Architects do not only create; they conserve as well. Architectural conservation is an important element in the realm of modern architecture. Although it has been promoted for years now (the preservation of ancient structures specifically gained momentum during the 18th and 19th centuries), it finds great relevance in the current context of the world.

What is architectural conservation?

By definition, it ‘describes the process by which the material, historical and design durability of man-built architectural history is prolonged to last longer and be able to sustain difficult conditions or be kept sustainable in general’. Architectural heritages need preservation to escape the side effects caused by natural disasters like earthquakes and floods as well as simple changes in climate. Pollution and climatic changes, too, wreak havoc when it comes to heritage architecture. Even tourism sometimes proves to be extremely destructive to architectural marvels – tourists bring in greater humidity and water presence, resulting in erosion and damage. The ‘Egyptian Tomb of Seti’ and the ‘Pyramids at Giza’ are examples of heritage landmarks that have been adversely affected by the increase in tourism.

Conservation techniques

The primary step for any conservation project is a sensitive assessment of the history and merits of the concerned site or building. Upon completion of the assessment, a thorough measured survey with a tape, rod and level is conducted. Modern methods like photogrammetry (the use of aerial photographs) are also used.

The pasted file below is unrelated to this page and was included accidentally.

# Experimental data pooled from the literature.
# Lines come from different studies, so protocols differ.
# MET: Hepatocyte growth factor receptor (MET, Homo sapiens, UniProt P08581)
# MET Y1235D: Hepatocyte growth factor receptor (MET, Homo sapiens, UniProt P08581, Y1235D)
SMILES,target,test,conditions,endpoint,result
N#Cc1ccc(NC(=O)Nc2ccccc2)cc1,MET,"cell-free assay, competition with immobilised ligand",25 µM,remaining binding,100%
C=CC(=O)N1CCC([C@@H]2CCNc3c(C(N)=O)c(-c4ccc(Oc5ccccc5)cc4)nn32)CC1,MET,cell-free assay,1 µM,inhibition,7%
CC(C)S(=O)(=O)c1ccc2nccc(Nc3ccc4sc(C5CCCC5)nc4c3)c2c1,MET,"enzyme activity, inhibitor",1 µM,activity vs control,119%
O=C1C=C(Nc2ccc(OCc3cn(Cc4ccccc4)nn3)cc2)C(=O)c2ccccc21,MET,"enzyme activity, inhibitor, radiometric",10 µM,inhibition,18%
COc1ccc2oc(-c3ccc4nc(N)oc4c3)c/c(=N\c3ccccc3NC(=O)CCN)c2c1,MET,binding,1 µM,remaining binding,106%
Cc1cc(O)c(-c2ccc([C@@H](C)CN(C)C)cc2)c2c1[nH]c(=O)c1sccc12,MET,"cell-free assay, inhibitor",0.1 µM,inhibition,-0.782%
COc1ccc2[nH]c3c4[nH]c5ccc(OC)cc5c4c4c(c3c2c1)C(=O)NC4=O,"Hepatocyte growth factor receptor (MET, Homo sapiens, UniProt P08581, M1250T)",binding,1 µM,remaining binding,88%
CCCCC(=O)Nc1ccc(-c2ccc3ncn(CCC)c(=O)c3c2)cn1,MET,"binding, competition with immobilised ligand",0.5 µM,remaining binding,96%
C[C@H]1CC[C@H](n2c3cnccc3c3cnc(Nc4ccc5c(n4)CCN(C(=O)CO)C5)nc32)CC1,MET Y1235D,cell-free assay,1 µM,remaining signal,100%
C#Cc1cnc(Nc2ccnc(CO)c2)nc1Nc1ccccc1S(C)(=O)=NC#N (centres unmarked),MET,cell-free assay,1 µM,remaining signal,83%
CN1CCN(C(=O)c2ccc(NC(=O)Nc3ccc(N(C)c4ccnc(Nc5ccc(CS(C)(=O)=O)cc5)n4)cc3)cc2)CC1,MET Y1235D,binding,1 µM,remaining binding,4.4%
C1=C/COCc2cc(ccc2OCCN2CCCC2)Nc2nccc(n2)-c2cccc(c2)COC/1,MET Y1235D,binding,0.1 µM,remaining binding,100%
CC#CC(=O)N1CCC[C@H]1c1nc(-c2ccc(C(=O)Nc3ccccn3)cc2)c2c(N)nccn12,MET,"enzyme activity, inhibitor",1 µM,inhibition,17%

Some of the commonly-employed methods of conservation used by architects involve the following:

  • Preservation: This essentially involves retaining all the materials added to a building during its lifetime and work is only completed when it is ‘essential to prevent deterioration of the site’.
  • Rehabilitation: This ‘emphasizes the retention and repair of historic materials but more latitude is provided for replacement because it is assumed the property is deteriorated more before work’.
  • Restoration: In this process, architects focus on the retention of materials from the most significant time in a property’s history, while permitting the removal of other materials from other periods.
  • Reconstruction: This process establishes ‘limited opportunities to recreate a non-surviving site, landscape, building, structure or object in all new materials.’

Building a better tomorrow

Since its inception in 2010, the NAAC-accredited and MAKAUT-affiliated OmDayal Group of Institutions has emerged as one of the leading architecture colleges in West Bengal. The institute boasts of strong management, experienced faculty members and a robust learning environment.

The full-time B.Arch course offered by us, completely at par with global standards, has been generating top-notch architects since its introduction in the year 2012. It is approved by AICTE and COA respectively to ensure the students can build a solid foundation in the subject. The course aims to take the education of architecture beyond the realms of buildings and propel it into developing a sustainable future. Our students are trained to question the pre-supposed and seek novel and contemporary solutions in line with the modern tenets of architecture.

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